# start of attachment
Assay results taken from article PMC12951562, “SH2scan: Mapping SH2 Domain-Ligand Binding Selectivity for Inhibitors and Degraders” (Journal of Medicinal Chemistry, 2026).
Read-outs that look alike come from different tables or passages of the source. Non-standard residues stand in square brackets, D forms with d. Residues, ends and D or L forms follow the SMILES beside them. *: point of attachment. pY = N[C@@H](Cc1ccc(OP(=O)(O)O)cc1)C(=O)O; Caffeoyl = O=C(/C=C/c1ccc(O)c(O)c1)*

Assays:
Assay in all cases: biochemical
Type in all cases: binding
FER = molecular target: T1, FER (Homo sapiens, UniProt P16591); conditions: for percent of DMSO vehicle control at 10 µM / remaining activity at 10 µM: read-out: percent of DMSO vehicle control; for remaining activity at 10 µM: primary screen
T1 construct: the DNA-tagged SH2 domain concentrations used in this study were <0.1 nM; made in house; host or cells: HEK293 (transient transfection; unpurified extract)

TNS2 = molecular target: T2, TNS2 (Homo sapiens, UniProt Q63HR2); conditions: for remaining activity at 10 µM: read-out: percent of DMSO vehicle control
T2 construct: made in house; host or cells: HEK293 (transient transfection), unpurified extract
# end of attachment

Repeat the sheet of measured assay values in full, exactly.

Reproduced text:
Assay results taken from article PMC12951562, “SH2scan: Mapping SH2 Domain-Ligand Binding Selectivity for Inhibitors and Degraders” (Journal of Medicinal Chemistry, 2026).
Read-outs that look alike come from different tables or passages of the source. Non-standard residues stand in square brackets, D forms with d. Residues, ends and D or L forms follow the SMILES beside them. *: point of attachment. pY = N[C@@H](Cc1ccc(OP(=O)(O)O)cc1)C(=O)O; Caffeoyl = O=C(/C=C/c1ccc(O)c(O)c1)*

Assays:
Assay in all cases: biochemical
Type in all cases: binding
FER = molecular target: T1, FER (Homo sapiens, UniProt P16591); conditions: for percent of DMSO vehicle control at 10 µM / remaining activity at 10 µM: read-out: percent of DMSO vehicle control; for remaining activity at 10 µM: primary screen
T1 construct: the DNA-tagged SH2 domain concentrations used in this study were <0.1 nM; made in house; host or cells: HEK293 (transient transfection; unpurified extract)

TNS2 = molecular target: T2, TNS2 (Homo sapiens, UniProt Q63HR2); conditions: for remaining activity at 10 µM: read-out: percent of DMSO vehicle control
T2 construct: made in house; host or cells: HEK293 (transient transfection), unpurified extract